Astronomers have detected a possible "rogue" planetary-mass object with a surprisingly powerful magnetic field travelling through space unaccompanied by any parent star.
Researchers have discovered a "rogue" planet outside of our solar system using the Very Large Array (VLA), the first time such a discovery has been made using a radio telescope.
It's thought that SIMP J01365663+0933473 is only 200 million years-old and is just 20 light-years away from Earth.
The temperature on its surface is more than 1,500 degrees Fahrenheit.
Brown dwarfs have long baffled experts because they're too big to be considered planets but are not big enough to be stars. Originally detected in 2016, it was one of five brown dwarfs that astronomers studied using the VLA.
The rogue body is almost large enough to be considered a gas giant planet and it offers researchers the opportunity to study these massive objects, shedding light on their magnetic realities. The first brown dwarf was discovered in 1995, although they were first theorized in the 1960s.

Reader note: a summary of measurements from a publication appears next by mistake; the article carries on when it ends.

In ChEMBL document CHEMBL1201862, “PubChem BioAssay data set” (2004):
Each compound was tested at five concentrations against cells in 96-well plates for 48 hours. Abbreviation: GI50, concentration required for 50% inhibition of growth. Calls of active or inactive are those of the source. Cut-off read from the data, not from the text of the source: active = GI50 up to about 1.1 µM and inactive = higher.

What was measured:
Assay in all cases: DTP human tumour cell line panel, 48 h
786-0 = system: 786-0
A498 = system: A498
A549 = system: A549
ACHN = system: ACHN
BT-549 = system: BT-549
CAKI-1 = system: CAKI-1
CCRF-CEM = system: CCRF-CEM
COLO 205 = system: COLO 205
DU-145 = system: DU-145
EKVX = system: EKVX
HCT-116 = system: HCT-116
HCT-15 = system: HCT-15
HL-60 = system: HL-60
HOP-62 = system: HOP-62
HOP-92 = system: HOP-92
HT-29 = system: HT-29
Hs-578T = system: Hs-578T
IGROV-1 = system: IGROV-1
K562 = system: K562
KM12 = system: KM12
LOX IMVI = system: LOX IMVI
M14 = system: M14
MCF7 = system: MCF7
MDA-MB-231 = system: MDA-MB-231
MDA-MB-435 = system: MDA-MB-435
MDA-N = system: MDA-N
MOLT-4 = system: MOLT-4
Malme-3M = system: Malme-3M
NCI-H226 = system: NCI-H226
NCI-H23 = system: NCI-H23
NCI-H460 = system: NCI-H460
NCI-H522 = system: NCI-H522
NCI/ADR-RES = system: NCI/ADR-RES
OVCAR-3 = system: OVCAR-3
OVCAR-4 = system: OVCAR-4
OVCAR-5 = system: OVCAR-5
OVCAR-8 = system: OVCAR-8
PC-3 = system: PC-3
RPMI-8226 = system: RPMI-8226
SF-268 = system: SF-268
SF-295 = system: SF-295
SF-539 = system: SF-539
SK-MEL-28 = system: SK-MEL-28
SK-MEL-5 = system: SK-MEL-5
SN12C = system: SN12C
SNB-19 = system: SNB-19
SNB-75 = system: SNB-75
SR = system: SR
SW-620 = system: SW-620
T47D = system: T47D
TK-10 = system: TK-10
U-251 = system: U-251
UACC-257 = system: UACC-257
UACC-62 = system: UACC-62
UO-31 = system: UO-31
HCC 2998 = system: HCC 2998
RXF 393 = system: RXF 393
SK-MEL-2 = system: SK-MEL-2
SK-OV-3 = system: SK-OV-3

A massive glowing "rogue" planetary-mass object has been discovered, surprising scientists with not only its size, but also the fact it's not orbiting a star. Last year, an independent team of scientists discovered that it was actually part of a young group of stars and less massive.
Astronomers originally came to the conclusion that the object was a brown dwarf because of its mass and because it does not revolve around a star like a planet typically does.
Simultaneously, Dr. Kao's team observed SIMP0136 in a new study at even higher radio frequencies and confirmed that its magnetic field was even stronger than first measured - more than 200 times stronger than Jupiter's. It is the radio signature of these auroras that allowed the researchers to detect these objects.
Kao added, "We think these mechanisms can work not only in brown dwarfs, but also in both gas giant and terrestrial planets". One theory is that auroras happen when a planet or moon interacts with the brown dwarf's magnetic field.
Similar to the Northern Lights, this planet and some brown dwarves are known to have auroras of their own - despite lacking the solar winds that are known to drive them.